It’s been roughly a year now since the second-layer protocol known as the Lightning Network (LN) was implemented on top of Bitcoin’s blockchain.
In fact, we were the first payment processor to adopt the technology and offer it to our merchants.
Even though at first only a few dared to use, it got some real traction right before 2018 ended. And since then, the use of Lightning Network been growing at a healthy pace, surpassing 1000 BTC capacity.
Since we’ve been there from the start, we’re in a position to share our insights, as we as present unique data on LN payments we’ve gathered over the past year.
Briefly about the Lightning Network
If you are not familiar with Bitcoin’s Lightning Network protocol, here’s a short recap:
- Since the Bitcoin’s blockchain can handle around seven transactions per second (TPS), the network’s scalability eventually became an issue, and a second-layer solution was suggested called the Lightning Network;
- LN solution enabled split-second Bitcoin transactions in high volumes between users, without the need for network confirmations;
- By opening Lightning channels “off-chain”, users can transact between each other for infinity, and settle only the final amount;
- LN transactions themselves cost close to nothing and allows sending smallest fractions of Bitcoin.
Learn more by watching this 5 minute Youtube video. It perfectly simplifies the concept by presenting a clear, well-animated example of a real-world use case:
Lightning Network is booming
The Lightning Network started to boom as a result of a sudden 300% capacity growth that began in late November 2018 when the LN hit 450 BTC network capacity from 125 BTC in just two weeks.
Since then, the node count went from 1700 to 2300 until January 1st, 2019. That’s was a tipping point before it really took off.
After the first three months of 2019, The LN already boasted of 4131 nodes with 35,496 open channels. During the same period, the network’s capacity went from 525 BTC to 1,059 BTC.
At the time of writing (which is mid May), there are 4,285 LN nodes running 34,847 channels, totaling in 1,063 BTC.
Since we are processing Lightning Network payments, we also have our own public node set up.
Our node’s current capacity is 8.70985240 BTC, which makes up 0.824% of total Bitcoin on Lightning Network. We have 369 channels open (0.963% of total) with 328 connected nodes (7.671% of total).
The numbers are growing daily, and so are the payments our merchants receive via the Lightning Network.
Lightning Network payments
A year of processing Lightning Network payments provided us with valuable insights. We summed them up for you in an infographic below:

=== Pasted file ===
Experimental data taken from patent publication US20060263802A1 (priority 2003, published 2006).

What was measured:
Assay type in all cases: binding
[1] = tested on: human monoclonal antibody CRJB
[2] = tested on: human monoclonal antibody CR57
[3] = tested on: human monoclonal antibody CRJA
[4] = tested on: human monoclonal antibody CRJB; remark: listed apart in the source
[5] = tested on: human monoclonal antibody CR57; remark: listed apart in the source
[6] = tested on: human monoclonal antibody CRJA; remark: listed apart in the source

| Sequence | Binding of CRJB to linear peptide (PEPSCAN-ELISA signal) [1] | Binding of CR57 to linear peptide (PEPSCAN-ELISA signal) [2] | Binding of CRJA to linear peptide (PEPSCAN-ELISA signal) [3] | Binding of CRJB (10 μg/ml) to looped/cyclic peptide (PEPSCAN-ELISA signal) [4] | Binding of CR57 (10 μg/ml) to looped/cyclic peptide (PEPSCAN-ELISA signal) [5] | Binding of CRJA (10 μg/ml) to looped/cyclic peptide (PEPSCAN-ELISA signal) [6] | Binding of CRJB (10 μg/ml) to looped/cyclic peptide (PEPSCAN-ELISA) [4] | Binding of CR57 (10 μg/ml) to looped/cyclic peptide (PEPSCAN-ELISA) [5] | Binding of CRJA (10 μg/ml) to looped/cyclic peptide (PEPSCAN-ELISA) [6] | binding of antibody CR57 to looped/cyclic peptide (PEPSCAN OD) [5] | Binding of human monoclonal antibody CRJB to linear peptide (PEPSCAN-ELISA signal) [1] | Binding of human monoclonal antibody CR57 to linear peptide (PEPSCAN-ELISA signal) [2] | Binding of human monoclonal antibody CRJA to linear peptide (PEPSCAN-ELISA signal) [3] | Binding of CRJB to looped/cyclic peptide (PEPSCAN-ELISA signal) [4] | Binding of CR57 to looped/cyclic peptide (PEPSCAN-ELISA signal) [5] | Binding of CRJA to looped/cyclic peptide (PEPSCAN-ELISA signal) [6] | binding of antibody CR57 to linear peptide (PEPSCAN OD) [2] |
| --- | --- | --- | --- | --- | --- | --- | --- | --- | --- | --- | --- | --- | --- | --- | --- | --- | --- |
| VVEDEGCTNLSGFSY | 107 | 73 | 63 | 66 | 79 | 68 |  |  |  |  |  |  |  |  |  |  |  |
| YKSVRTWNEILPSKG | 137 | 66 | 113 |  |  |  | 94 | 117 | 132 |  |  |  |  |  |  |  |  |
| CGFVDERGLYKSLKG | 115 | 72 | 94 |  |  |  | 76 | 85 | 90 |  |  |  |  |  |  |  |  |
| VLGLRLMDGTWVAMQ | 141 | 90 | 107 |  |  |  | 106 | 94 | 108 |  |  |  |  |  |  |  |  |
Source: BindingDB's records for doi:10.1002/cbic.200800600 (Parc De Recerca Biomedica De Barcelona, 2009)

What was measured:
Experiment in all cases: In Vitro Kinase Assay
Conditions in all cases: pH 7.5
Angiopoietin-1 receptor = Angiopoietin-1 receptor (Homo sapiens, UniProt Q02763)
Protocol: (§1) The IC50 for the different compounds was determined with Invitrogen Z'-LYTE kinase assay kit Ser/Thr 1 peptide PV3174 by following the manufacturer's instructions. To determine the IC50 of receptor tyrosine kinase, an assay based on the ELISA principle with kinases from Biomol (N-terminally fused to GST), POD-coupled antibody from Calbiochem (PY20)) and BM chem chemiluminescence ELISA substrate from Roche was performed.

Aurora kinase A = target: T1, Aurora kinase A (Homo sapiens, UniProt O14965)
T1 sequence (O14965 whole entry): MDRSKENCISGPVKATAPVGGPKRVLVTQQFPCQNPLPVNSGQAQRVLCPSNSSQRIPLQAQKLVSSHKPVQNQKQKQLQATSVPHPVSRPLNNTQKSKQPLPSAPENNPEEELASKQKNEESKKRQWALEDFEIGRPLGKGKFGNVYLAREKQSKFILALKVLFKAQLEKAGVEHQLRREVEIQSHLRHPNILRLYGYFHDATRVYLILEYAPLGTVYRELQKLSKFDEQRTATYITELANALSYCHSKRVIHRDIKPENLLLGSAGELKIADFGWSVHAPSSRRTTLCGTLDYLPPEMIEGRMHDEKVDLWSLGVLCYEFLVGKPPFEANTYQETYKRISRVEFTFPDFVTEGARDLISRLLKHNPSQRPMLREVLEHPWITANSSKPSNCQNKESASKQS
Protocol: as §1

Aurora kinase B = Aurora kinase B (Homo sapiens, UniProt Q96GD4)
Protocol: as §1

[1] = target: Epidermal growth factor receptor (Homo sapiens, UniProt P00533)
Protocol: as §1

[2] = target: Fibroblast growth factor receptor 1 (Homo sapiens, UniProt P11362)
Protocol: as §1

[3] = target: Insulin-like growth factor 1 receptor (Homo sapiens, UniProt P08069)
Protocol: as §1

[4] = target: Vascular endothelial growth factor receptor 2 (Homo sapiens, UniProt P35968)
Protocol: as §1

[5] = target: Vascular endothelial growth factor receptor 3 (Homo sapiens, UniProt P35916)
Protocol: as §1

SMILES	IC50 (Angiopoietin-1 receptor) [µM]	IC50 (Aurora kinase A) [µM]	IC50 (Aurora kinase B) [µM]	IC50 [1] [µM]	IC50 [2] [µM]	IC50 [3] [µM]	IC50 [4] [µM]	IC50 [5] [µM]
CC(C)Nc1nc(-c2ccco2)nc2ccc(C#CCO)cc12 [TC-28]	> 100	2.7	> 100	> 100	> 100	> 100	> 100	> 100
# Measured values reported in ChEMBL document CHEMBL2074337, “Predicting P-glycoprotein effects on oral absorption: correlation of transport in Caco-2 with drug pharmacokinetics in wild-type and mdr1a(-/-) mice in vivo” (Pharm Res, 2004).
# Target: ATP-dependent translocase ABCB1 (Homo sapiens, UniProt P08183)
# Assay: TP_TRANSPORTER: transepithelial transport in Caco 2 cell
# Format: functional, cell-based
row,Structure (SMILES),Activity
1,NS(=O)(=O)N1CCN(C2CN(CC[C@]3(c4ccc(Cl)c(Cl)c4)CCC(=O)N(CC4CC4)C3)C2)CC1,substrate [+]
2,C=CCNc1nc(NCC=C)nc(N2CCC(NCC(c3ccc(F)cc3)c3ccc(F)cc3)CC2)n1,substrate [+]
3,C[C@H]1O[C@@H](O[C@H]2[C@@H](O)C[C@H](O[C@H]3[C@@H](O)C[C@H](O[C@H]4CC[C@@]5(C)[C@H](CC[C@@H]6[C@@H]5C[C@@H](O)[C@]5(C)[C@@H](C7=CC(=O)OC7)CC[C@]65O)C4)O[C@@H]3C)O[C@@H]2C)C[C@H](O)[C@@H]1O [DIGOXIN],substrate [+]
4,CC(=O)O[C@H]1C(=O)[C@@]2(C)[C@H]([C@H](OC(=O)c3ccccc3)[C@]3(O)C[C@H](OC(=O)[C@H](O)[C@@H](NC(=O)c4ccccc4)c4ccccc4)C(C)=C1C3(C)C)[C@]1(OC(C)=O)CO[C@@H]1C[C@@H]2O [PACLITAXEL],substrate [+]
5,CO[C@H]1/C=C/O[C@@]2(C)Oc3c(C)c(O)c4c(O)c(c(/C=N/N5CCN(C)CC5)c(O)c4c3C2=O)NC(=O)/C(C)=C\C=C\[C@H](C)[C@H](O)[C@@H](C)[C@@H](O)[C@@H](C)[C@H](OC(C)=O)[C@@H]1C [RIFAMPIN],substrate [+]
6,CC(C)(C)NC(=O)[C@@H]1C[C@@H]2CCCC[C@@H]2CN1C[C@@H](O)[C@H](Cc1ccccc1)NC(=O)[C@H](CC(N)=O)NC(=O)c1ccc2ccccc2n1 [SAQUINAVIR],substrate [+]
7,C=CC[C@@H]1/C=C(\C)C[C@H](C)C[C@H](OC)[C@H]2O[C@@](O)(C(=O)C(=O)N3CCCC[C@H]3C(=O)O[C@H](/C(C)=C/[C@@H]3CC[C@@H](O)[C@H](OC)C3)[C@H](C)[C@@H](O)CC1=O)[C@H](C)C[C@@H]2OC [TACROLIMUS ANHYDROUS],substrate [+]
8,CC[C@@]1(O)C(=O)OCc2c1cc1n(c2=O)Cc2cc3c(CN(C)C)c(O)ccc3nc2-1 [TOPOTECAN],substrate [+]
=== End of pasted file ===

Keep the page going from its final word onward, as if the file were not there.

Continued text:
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- We’ve processed 674 payments made via the Lightning Network;
- 440 out of 674 payments (66%) were settled in Bitcoin, the rest in fiat;
- The highest transaction processed is 0.03967739 BTC, while the lowest is 0.000001 BTC. The average payment size is 0.00508484 BTC;
- Since December 2018 until now, our average payment count per month has doubled;
- Most LN payments received by our merchants V.R.S. (80), MMOGA (53), and The Kasbah bar in Oslo (47).
There is a reason why these merchants receive more LN payments than others. Learn how to promote your cryptocurrency payment option to boost your sales.
Why will Lightning Network continue to grow?
Even though the LN protocol is still in the early stages of development, it is impressive to see it actually gaining popularity over time. We also believe there are plenty of reasons why it will continue to pave the road for broader adoption.
First of all, we can already see well-built LN supported wallets popping up. For example, Moon browser extension allows purchasing stuff on e-commerce sites like Amazon using Bitcoin LN payments without the need to set up your own node.
There are also fresh products like BLW and Eclair that offer Lightning-ready, user-friendly wallets, as well as microtransaction apps like tippin.me for Twitter.
As more and more developments roll out on a casual basis, the LN network is becoming more useful and convenient than ever before. Still, this is just a beginning.
The Lightning Labs are working on next updates to the Lightning Network. One of them is called the Lightning Loop, a non-custodial service that makes it easier for people to receive funds on LN.
They are also working on the Neutrino protocol designed to facilitate this on devices with low-power processors, limited storage, limited bandwidth, intermittent power, and erratic connectivity. In fact, they already launched an early version Lightning App for desktop on Bitcoin mainnet.
To the moon and beyond!
Considering the exponential growth of the LN network and products that are currently being built for it, we expect the adoption won’t slow down and will continue to spread like wildfire. After all, it is a technology capable of taking Bitcoin to the next level.
We ourselves are genuinely excited about the Lightning Network and will keep dedicating our efforts towards its adoption and improvement.
After all, we are the pioneers of it!
Here are more articles from CoinGate that might be relevant to you:
- What is Bitcoin? Introduction to cryptocurrency and blockchain
- What is Lightning Network? Intro to LN Payments
- How to pay using the Lightning Network?
- CoinGate launches Litecoin Lightning Network trial with Surfshark
- Accept Bitcoin payments in your business: why and how